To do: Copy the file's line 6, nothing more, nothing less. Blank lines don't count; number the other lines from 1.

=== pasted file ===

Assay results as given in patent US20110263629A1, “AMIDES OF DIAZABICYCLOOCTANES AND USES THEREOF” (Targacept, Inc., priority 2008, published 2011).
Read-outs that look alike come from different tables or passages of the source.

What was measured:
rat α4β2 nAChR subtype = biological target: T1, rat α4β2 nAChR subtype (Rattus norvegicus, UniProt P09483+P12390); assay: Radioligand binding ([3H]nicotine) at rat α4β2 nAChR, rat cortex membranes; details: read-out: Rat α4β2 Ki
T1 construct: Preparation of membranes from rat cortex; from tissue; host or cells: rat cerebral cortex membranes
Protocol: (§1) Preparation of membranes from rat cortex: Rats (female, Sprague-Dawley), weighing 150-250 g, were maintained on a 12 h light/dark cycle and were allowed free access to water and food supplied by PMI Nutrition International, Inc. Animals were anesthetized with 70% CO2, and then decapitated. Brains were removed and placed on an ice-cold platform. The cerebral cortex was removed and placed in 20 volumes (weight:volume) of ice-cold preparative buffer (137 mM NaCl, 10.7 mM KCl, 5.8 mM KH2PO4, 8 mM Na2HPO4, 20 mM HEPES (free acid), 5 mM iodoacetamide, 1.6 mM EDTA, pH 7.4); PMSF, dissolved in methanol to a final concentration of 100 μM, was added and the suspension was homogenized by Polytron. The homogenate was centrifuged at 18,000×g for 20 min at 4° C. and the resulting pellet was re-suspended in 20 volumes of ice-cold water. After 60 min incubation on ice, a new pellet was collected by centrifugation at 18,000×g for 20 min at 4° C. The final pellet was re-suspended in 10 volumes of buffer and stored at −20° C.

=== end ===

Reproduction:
Protocol: (§1) Preparation of membranes from rat cortex: Rats (female, Sprague-Dawley), weighing 150-250 g, were maintained on a 12 h light/dark cycle and were allowed free access to water and food supplied by PMI Nutrition International, Inc. Animals were anesthetized with 70% CO2, and then decapitated. Brains were removed and placed on an ice-cold platform. The cerebral cortex was removed and placed in 20 volumes (weight:volume) of ice-cold preparative buffer (137 mM NaCl, 10.7 mM KCl, 5.8 mM KH2PO4, 8 mM Na2HPO4, 20 mM HEPES (free acid), 5 mM iodoacetamide, 1.6 mM EDTA, pH 7.4); PMSF, dissolved in methanol to a final concentration of 100 μM, was added and the suspension was homogenized by Polytron. The homogenate was centrifuged at 18,000×g for 20 min at 4° C. and the resulting pellet was re-suspended in 20 volumes of ice-cold water. After 60 min incubation on ice, a new pellet was collected by centrifugation at 18,000×g for 20 min at 4° C. The final pellet was re-suspended in 10 volumes of buffer and stored at −20° C.